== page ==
Love, light, peace, be born in us today. Transform us, remake us, give us new life for the good of this beloved, beleaguered world! Amen.

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Advent Devotion 12.23.17 Beyond Giving

Christmas is a season well known for charitable giving. Many charitable organizations receive generous financial donations at Christmas time. Food banks and meal programs are swamped with food and volunteers. Shelters are given heaps of socks and underwear. Toy collections for those made poor exceed expectations. Christmas giving goes well beyond those presents under the tree to sharing gifts with those who are less fortunate. This is a beautiful dimension of the holiday season.

In the Magnificat, the poetry talks about the hungry being filled with good things. That is a beautiful vision. Everyone having food to eat. This is something we would all love to see especially when you think about how much food gets thrown away and how many people experience food insecurity.

But the Magnificat doesn’t just talk about plenty for the poor. The writer extols the God that has selected Mary to be the mother of Jesus:

“You have scattered the proud in their conceit;
you have deposed the mighty from their thrones
and raised the lowly to high places.
You have filled the hungry with good things,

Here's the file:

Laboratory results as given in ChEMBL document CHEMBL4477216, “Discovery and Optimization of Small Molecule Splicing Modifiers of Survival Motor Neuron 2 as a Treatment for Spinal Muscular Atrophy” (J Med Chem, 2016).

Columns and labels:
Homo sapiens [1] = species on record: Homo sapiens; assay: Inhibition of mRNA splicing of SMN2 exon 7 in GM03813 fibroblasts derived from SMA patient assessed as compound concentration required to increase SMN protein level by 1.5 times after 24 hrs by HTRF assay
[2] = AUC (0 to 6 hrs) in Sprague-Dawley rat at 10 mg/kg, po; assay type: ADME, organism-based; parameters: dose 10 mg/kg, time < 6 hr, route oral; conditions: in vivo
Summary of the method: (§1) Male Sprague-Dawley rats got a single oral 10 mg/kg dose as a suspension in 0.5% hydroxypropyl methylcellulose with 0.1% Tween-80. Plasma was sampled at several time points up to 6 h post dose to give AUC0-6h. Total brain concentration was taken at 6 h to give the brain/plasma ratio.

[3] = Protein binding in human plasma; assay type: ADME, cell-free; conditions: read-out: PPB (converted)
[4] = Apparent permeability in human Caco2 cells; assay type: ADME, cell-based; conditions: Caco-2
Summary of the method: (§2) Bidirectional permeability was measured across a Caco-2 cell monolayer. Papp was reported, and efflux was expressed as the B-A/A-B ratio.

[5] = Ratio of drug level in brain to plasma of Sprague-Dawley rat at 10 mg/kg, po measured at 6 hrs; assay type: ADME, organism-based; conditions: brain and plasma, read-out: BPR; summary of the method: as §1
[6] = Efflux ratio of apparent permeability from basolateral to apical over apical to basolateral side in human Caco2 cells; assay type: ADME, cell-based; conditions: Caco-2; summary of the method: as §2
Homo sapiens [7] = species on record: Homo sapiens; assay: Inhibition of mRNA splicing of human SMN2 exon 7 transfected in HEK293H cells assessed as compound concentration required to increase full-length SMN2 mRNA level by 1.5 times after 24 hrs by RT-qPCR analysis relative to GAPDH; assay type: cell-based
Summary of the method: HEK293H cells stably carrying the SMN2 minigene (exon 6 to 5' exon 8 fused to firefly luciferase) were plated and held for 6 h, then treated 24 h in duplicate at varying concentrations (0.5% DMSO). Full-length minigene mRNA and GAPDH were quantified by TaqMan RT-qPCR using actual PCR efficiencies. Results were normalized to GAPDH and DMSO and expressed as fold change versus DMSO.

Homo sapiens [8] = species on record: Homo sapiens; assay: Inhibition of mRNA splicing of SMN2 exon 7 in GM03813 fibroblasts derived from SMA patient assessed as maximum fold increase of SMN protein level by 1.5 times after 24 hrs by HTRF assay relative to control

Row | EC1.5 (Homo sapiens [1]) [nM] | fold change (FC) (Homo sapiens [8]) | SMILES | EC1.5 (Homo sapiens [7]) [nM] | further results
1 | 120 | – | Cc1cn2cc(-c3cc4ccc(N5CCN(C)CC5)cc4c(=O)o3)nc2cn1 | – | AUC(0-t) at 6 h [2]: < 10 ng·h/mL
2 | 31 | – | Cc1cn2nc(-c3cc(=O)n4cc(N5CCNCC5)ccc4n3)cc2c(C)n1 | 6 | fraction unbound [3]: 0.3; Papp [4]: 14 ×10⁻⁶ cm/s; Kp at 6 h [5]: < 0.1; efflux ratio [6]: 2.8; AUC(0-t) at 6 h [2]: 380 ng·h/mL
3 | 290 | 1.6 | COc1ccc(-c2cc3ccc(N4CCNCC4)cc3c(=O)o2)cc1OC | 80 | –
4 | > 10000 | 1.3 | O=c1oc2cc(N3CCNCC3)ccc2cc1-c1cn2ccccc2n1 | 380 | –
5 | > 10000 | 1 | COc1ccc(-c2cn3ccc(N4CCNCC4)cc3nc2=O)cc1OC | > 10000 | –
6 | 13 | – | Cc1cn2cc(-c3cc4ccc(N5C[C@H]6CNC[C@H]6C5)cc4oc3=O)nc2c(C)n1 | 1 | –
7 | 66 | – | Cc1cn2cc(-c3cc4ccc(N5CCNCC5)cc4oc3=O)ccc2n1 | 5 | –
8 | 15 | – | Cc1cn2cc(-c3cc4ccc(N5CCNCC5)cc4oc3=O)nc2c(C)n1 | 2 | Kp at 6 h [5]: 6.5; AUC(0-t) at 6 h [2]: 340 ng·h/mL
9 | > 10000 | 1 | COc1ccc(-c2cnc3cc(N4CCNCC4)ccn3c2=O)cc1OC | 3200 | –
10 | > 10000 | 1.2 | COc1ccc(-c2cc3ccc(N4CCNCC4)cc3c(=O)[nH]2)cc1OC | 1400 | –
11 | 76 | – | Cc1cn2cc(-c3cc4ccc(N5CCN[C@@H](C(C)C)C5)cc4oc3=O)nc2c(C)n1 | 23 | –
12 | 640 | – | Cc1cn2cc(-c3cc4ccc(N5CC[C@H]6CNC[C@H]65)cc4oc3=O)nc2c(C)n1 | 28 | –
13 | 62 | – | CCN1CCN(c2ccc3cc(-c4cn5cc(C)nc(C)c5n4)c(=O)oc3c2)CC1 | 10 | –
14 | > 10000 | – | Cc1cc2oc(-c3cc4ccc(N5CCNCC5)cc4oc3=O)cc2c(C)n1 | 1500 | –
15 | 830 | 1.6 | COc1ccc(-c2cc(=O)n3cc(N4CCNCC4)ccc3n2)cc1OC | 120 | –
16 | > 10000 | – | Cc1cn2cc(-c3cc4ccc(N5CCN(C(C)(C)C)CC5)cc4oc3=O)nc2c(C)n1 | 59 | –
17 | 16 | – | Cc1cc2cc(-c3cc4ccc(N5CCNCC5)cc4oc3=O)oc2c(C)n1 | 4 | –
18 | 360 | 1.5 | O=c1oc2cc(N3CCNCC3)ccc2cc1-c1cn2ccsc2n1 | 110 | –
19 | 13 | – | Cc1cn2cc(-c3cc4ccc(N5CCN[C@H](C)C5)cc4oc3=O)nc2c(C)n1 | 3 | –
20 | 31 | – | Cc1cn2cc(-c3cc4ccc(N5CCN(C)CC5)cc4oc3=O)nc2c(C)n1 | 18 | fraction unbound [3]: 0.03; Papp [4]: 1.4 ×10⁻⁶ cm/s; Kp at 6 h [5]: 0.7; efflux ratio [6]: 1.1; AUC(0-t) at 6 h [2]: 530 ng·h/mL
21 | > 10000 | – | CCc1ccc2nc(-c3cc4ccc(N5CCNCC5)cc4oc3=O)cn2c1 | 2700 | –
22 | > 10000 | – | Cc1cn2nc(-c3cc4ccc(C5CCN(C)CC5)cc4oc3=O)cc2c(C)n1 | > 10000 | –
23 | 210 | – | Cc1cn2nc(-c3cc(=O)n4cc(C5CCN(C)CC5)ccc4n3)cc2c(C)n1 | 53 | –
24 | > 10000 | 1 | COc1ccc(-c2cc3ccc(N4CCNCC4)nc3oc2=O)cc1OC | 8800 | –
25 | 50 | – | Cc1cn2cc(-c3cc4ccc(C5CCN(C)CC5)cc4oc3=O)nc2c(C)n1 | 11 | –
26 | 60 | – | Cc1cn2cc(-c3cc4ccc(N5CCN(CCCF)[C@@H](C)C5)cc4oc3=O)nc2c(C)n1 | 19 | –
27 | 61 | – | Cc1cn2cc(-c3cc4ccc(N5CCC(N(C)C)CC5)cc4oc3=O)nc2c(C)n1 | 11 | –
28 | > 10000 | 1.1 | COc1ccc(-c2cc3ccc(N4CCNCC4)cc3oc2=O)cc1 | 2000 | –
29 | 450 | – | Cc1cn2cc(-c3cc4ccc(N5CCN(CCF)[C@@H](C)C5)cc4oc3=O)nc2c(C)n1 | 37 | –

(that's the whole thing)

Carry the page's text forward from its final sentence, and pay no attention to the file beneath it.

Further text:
while you have sent the rich away empty.” [Luke 51b-53]

This portrayal of God goes well beyond promoting charitable giving much of which comes from those who are wealthy and powerful. So what are we to think of these provocative verses?

I think the writer is not looking for punishment for specific individuals who are rich or in positions of power. I think the poetic imagery in the Magnificat is a way of talking about changing the system, the societal arrangements and the economic structures, that create poverty, that make people poor. The Magnificat is envisioning a new social and economic order that does not take advantage of people or make anyone poor or hungry or “less than.” This new reality can be seen in the selection of Mary, a poor, humble, small town girl, for a big important role in God’s plan for justice. And Mary’s son, Jesus, will devote his ministry to making God’s dream of a human community without poverty or oppression a reality.

The kind of reality portrayed in the Magnificat and in the teachings of Jesus, a reality which does not create victims but promotes mutuality and equality is good for everyone. In that kind of world, no one needs to be afraid. Those who were on the bottom don’t have to worry about being taken advantage of. And those who were toward the top don’t have to be afraid of being robbed or attacked for their wealth. It is a reality without fear, or guilt, or twisted justifications and manipulations. It is a reality based in shared experience and truth.